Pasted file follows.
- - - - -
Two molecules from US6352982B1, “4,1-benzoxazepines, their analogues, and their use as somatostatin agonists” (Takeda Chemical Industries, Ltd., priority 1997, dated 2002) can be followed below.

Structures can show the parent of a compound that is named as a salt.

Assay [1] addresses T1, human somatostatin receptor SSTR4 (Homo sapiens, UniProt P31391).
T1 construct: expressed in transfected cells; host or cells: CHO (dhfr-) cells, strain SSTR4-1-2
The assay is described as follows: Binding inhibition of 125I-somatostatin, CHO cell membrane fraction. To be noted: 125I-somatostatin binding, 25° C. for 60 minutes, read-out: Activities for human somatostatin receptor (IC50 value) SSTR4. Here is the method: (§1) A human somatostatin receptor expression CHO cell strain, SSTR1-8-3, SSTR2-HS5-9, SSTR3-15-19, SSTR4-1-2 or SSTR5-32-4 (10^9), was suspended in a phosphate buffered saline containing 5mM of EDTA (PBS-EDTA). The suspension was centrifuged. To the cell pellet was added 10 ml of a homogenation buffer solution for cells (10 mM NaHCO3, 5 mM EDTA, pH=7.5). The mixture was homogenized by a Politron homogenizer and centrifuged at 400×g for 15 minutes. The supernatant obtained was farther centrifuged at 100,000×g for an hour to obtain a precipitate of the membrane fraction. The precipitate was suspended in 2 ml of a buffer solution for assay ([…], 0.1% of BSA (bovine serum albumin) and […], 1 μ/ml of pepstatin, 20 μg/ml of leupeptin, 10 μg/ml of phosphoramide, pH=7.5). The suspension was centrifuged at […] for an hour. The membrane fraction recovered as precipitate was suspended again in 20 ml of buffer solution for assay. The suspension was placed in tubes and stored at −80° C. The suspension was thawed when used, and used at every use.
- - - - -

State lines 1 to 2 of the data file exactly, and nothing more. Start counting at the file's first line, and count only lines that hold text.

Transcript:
Two molecules from US6352982B1, “4,1-benzoxazepines, their analogues, and their use as somatostatin agonists” (Takeda Chemical Industries, Ltd., priority 1997, dated 2002) can be followed below.

Structures can show the parent of a compound that is named as a salt.